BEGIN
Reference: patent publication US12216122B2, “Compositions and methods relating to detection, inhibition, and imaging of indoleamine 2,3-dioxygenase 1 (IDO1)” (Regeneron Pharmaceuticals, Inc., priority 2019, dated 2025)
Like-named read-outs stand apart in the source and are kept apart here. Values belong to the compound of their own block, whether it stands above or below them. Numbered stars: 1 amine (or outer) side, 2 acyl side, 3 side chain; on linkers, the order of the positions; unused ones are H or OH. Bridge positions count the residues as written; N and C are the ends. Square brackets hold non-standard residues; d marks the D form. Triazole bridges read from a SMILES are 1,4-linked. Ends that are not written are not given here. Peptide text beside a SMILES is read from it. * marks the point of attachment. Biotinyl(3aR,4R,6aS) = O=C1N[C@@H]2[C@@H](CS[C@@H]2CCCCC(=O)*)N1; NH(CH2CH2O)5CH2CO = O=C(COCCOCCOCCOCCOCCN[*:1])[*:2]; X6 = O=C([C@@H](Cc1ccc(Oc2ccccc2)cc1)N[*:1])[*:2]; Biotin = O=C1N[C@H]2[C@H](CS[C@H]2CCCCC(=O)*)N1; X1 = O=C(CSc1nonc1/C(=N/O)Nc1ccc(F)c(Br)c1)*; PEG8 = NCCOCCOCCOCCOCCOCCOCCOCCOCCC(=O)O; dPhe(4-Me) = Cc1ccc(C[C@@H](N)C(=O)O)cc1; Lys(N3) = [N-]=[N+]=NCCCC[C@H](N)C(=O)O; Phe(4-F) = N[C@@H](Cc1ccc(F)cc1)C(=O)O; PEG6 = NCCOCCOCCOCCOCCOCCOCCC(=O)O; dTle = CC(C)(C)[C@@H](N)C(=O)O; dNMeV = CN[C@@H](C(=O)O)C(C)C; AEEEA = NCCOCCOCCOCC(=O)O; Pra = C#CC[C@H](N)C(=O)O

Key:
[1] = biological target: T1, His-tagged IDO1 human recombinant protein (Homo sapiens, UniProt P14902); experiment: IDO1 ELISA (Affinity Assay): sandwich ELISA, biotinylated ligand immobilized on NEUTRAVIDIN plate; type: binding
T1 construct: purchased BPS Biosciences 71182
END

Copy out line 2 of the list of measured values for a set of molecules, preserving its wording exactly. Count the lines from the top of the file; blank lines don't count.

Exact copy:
Like-named read-outs stand apart in the source and are kept apart here. Values belong to the compound of their own block, whether it stands above or below them. Numbered stars: 1 amine (or outer) side, 2 acyl side, 3 side chain; on linkers, the order of the positions; unused ones are H or OH. Bridge positions count the residues as written; N and C are the ends. Square brackets hold non-standard residues; d marks the D form. Triazole bridges read from a SMILES are 1,4-linked. Ends that are not written are not given here. Peptide text beside a SMILES is read from it. * marks the point of attachment. Biotinyl(3aR,4R,6aS) = O=C1N[C@@H]2[C@@H](CS[C@@H]2CCCCC(=O)*)N1; NH(CH2CH2O)5CH2CO = O=C(COCCOCCOCCOCCOCCN[*:1])[*:2]; X6 = O=C([C@@H](Cc1ccc(Oc2ccccc2)cc1)N[*:1])[*:2]; Biotin = O=C1N[C@H]2[C@H](CS[C@H]2CCCCC(=O)*)N1; X1 = O=C(CSc1nonc1/C(=N/O)Nc1ccc(F)c(Br)c1)*; PEG8 = NCCOCCOCCOCCOCCOCCOCCOCCOCCC(=O)O; dPhe(4-Me) = Cc1ccc(C[C@@H](N)C(=O)O)cc1; Lys(N3) = [N-]=[N+]=NCCCC[C@H](N)C(=O)O; Phe(4-F) = N[C@@H](Cc1ccc(F)cc1)C(=O)O; PEG6 = NCCOCCOCCOCCOCCOCCOCCC(=O)O; dTle = CC(C)(C)[C@@H](N)C(=O)O; dNMeV = CN[C@@H](C(=O)O)C(C)C; AEEEA = NCCOCCOCCOCC(=O)O; Pra = C#CC[C@H](N)C(=O)O